A competitive market, the economy, and all kinds of other hidden factors may also complicate resource allocation. Too little work in your team’s project pipeline is also an issue that resource leveling can help. Team members not fully dedicated to a billable project can be shifted to a range of other tasks, which can include:
- Providing technical support to the sales team
- Assisting with proposal development
- Working with the marketing team to support corporate thought leadership including blog posts and article interviews
- Developing, improving and even documenting internal team processes
Allocating resources across projects
Where resource allocation gets truly complex is across multiple projects. Every organization has developers, engineers or other staff who are always in demand. The downsizings, acquisitions and other economic issues of previous years have made “do more with less” a mantra across companies big and small. The appropriate use of managing resources lets project managers schedule staff across different projects based on project priorities.
Enter resource leveling—and scheduling improvements
Nobody ever complains about having just enough work. Complaints start when people have too little or too much work. So, you need to follow up resource allocation with resource leveling. A project management team needs to examine resource leveling if just for sanity’s sake.
PMBOK defines “resource leveling” as the following:
“Any form of schedule network analysis in which scheduling decisions (start and finish dates) are driven by resource constraints (e.g., limited resource availability or difficult-to-manage changes in resource availability levels).”
Today’s cloud-based collaboration and project management platforms enable teams to have a greater amount of transparency into team member availability. This is in contrast to the days when information was locked in desktop project management applications. Now, managers and executive stakeholders can get a dashboard view into resource allocation amongst other project team data. I hope today’s generation of cloud-based project management applications democratize resource allocation; but I still think that project teams and their leaders need insight into what everyone is working on, and the level of effort involved in all of the tasks.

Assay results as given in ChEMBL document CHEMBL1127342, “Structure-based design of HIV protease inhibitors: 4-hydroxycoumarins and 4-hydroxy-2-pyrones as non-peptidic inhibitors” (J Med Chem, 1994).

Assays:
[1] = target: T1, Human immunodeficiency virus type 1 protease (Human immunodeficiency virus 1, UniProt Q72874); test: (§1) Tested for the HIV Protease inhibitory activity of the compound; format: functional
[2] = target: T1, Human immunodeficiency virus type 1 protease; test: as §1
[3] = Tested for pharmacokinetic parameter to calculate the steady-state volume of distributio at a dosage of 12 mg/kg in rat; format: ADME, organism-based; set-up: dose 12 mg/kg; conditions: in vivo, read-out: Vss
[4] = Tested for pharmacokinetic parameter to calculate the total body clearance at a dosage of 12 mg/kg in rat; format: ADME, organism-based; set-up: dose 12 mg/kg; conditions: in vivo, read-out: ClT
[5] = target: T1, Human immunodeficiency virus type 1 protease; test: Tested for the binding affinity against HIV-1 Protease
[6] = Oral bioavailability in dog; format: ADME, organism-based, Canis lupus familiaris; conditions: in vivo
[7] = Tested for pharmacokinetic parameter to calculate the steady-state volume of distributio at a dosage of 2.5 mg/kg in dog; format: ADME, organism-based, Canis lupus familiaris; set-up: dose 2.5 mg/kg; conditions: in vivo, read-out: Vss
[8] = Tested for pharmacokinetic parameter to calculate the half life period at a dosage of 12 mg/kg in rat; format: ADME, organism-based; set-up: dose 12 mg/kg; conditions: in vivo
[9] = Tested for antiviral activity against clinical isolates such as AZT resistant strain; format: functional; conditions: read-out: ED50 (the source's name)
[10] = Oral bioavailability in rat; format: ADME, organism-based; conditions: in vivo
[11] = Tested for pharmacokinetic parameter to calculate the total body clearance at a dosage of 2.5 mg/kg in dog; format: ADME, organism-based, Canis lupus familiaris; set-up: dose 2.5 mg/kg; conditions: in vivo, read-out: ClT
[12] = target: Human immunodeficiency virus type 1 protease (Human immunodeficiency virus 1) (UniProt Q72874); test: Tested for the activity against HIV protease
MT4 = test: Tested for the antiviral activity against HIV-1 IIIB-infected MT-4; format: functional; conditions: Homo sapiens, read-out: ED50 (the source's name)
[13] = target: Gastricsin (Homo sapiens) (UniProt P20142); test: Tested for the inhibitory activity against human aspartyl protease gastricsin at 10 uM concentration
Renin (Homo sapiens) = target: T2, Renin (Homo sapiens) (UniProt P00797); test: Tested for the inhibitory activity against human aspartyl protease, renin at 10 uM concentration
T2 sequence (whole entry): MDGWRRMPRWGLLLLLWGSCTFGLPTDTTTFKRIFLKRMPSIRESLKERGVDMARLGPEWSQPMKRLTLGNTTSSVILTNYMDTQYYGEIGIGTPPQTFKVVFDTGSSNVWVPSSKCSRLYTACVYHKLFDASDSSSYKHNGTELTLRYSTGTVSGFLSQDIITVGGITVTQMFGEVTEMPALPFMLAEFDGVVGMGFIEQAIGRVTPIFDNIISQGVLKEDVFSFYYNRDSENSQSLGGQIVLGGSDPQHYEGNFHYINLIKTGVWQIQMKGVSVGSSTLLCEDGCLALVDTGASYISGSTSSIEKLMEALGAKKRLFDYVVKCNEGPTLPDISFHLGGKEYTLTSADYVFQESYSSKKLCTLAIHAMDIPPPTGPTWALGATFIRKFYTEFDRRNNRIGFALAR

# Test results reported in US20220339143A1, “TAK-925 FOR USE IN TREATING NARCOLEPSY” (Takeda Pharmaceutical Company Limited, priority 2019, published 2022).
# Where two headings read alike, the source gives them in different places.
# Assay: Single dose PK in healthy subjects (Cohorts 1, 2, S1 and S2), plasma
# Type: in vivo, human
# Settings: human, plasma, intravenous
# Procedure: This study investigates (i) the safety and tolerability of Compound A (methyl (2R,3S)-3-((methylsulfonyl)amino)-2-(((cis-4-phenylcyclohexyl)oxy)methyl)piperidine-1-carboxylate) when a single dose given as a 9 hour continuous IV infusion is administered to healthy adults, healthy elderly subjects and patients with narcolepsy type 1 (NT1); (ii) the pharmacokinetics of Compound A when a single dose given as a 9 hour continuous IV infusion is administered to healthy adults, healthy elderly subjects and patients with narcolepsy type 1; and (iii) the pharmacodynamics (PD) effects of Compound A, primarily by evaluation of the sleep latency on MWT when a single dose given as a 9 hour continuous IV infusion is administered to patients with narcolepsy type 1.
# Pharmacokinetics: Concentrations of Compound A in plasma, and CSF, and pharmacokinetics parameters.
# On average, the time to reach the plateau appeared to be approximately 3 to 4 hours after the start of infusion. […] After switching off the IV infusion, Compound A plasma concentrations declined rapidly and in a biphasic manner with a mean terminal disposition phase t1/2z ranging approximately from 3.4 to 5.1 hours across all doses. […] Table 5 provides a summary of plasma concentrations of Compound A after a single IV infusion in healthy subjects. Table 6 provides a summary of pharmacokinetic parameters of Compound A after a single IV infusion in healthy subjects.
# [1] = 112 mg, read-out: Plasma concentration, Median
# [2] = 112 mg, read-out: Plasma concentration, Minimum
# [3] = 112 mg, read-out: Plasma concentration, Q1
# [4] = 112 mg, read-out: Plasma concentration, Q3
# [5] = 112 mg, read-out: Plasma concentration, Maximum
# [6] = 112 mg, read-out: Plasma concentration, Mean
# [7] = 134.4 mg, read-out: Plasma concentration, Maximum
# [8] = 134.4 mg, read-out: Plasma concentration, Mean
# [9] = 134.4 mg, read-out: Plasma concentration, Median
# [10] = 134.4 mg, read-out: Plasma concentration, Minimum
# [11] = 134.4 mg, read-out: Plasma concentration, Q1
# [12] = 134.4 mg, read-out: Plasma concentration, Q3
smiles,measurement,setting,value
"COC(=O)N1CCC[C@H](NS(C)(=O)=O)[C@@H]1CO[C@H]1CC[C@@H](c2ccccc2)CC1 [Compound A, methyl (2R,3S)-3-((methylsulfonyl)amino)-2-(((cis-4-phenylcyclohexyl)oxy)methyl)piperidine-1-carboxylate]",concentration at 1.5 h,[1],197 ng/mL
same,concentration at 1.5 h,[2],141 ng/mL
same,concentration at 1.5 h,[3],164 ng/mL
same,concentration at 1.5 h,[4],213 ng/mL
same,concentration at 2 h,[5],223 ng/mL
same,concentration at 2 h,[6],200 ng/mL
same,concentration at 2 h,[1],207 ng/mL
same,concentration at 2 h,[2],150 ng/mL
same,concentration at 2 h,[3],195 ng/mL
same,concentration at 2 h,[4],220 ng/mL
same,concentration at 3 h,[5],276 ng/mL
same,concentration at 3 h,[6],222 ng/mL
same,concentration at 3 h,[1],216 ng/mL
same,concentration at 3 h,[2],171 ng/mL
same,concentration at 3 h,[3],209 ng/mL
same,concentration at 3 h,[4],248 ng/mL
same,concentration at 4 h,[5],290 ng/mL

My first exposure to resource allocation, then later, resource leveling, was in an organization where project management was still maturing as a practice. Our team-based education into resource allocation and resource leveling led to some scheduling improvements over time. Overall, the improvements happened because the team could communicate resource allocation issues in terms that executives and non-project management staff could understand. Later on, tools and processes caught up to the issue.
Give your team an advantage
Resource allocation might always remain a challenge despite advancements in project management practices and platform technologies. However, if you and your team track the hours you work, keep scheduling concerns transparent amongst the team, and can communicate your resource allocation to management and others, then you’ll position yourselves ahead of the game—and ahead of other teams.
Tell us how you allocate resources in a way that makes a positive difference in your organization.